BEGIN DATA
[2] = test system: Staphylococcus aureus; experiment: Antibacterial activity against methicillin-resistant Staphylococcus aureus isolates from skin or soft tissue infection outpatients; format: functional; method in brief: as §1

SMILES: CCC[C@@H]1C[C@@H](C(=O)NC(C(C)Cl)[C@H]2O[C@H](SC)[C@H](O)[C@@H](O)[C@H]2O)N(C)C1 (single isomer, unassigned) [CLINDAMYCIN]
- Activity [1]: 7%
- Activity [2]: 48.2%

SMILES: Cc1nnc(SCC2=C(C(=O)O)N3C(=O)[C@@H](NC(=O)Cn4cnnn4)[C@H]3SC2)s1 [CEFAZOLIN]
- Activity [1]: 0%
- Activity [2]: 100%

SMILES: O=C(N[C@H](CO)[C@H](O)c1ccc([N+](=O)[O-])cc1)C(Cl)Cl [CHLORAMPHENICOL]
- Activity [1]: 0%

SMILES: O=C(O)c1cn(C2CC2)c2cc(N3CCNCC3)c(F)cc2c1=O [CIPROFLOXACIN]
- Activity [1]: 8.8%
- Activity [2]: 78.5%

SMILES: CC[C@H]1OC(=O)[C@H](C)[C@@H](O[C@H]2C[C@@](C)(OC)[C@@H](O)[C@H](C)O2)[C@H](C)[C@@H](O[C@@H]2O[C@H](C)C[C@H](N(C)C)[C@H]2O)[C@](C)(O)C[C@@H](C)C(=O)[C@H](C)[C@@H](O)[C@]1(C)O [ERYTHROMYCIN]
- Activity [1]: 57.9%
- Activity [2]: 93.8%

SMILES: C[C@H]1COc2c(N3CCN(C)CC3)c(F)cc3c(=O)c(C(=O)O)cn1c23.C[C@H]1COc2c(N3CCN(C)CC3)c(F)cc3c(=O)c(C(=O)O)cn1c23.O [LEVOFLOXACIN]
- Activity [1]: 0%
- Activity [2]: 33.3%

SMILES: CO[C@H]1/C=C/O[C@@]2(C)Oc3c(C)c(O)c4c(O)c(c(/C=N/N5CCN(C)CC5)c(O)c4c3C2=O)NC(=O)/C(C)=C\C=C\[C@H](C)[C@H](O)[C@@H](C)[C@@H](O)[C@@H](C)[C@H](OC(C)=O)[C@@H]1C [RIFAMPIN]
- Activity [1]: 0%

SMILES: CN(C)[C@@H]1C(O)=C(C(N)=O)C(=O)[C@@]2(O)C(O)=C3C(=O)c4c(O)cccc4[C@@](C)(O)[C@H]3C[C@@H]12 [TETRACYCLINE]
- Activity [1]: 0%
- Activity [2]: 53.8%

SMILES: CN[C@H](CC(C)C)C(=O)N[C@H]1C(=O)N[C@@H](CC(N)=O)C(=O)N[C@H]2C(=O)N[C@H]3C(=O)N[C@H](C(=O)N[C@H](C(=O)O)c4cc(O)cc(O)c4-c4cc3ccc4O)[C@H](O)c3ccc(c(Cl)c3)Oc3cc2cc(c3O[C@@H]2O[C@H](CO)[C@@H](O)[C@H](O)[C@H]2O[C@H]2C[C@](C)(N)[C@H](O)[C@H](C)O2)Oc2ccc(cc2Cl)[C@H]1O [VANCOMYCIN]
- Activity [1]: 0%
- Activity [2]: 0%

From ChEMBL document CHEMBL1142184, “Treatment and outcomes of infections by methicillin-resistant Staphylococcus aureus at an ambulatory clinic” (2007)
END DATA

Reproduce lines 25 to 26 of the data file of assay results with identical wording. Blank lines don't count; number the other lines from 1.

- Activity [1]: 0%
- Activity [2]: 0%